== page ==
Lockup The Evil Wardriver!

from the hide-the-women-and-children!-lock-the-access-points! dept

We've written about various news articles, often in small local newspapers, writing ridiculous, fearful stories about wardrivers, suggesting that they can do all sorts of nefarious things. For some reason, it seems that plenty of people who don't understand wireless technology absolutely assume the worst about wardriving, when the details make that very hard to support. Remember the case where a guy was arrested for: (a) driving the wrong way down a one way street (b) driving without any pants on (c) using a laptop while driving (d) using that laptop to download child porn (e) which he accessed via a free WiFi connection -- and it was the use of the unsecured WiFi access point that got all the attention? There just seems to be something about people using an open WiFi network that sets people off in the wrong direction. The latest, as is being discussed at both Broadband Reports and WiFi Networking News, is a silly story about somebody getting arrested and charged with a felony just for surfing the internet from his car over someone's open WiFi network. The article goes on and on and on about the evils of wardriving, while briefly mentioning towards the end that it isn't always to do anything illegal or bad. Of course, it spends plenty of time talking about how people could war drive and do something illegal and never get caught -- never once noting the irony that the whole point of this article is because someone got caught. As we've pointed out before, the idea that using an open network is bad because criminals would never get caught is a total red herring, as plenty of more traditional means of detective work can still be used to track down the criminal. Just because something can make you anonymous, doesn't mean it automatically is illegal. Wouldn't the same argument be used againt any anonymizer sites? Also, as Glenn points out at WNN, some (though, not many) ISPs encourage users to open up their WiFi and let people use it -- so it's even entirely possible that this guy was doing something that was allowed. Whether or not he was doing anything else illegal is a different question -- but simply accessing the WiFi doesn't seem likely to have harmed anyone, but you wouldn't know that from reading the press coverage.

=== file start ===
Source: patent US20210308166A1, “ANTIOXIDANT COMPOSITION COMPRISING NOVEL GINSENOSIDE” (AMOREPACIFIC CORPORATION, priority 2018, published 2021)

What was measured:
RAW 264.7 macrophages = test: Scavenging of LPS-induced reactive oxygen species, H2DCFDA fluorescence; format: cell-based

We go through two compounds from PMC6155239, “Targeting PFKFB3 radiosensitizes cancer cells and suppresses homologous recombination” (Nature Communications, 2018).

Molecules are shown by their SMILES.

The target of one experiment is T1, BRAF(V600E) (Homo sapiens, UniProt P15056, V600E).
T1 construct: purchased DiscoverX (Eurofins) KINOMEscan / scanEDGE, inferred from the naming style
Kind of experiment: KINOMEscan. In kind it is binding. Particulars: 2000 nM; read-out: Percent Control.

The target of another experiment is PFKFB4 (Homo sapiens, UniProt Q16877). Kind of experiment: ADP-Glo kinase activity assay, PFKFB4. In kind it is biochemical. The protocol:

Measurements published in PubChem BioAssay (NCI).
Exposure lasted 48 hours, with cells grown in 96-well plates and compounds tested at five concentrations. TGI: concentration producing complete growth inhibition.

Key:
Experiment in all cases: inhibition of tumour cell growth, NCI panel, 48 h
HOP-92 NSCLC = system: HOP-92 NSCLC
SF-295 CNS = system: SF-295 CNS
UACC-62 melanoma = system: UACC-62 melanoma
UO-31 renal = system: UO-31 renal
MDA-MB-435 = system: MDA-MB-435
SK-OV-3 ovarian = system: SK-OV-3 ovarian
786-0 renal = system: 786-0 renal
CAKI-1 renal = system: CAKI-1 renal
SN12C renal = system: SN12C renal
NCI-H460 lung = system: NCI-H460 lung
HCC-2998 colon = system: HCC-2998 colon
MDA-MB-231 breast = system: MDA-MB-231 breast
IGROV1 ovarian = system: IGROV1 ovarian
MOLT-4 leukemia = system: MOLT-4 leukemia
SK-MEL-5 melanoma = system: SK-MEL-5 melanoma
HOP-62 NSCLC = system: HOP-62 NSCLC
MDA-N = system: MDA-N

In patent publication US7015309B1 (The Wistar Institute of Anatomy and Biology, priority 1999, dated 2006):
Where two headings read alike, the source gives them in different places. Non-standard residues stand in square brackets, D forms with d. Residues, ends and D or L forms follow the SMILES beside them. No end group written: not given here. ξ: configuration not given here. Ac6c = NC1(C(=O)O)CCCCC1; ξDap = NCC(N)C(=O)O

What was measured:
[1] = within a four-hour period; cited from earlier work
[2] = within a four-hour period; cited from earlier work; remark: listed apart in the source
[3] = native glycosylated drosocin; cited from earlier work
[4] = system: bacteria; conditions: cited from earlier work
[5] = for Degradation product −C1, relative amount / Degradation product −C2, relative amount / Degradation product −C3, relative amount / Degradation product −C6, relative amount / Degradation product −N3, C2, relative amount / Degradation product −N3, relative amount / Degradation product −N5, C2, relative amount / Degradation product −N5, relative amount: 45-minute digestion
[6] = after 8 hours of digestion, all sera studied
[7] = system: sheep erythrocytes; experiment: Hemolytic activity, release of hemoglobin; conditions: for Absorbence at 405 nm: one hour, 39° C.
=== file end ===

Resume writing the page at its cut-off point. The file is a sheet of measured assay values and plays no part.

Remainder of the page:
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  1. identicon
    Bret McDanel, 5 Jul 2005 @ 2:33am

    Wardriving

    Not all wardriving articles are about the fact that its inherently evil or 100% focusing on the wrong things. There are some that seem reasonably fair. Of course in all fairness I was mentioned in the article, so maybe I am somewhat biased. The Sacramento Bee (normally a FUD paper) did an article which made the front page July 4, 2005. Use dontbugme.com if you dont want to register, get the firefox plugin if you want to make it easier :)
    While the cop said that mere possession of a cantenna (and presumably every directional antenna for wifi) is illegal which is totally false. Ham radio has authority to use wifi frequencies, and they are encouraged to make their own, but you can buy a canister antenna if you dont want to build one, and you do *not* have to be a ham radio operator to legally possess an antenna.
    There were basically two views presented, law enforcement - that its 100% illegal, possession of equipment which *could* be used for it is illegal, and all that, and those of 3 different security experts. Josh and myself rely on the Virginia Journal of Law & Technology, look but dont touch.
    Stats (no ESSIDs) are available on my site 0xdecafbad.comfrom one night of driving to show that most people just pull it out of the box, plug it in and since it works, do nothing more. We have since collected many thousands of access points and the stats hold out (although business areas seem to be closer to 50% WEPed, the residential areas, which are worse than 66% average it out).

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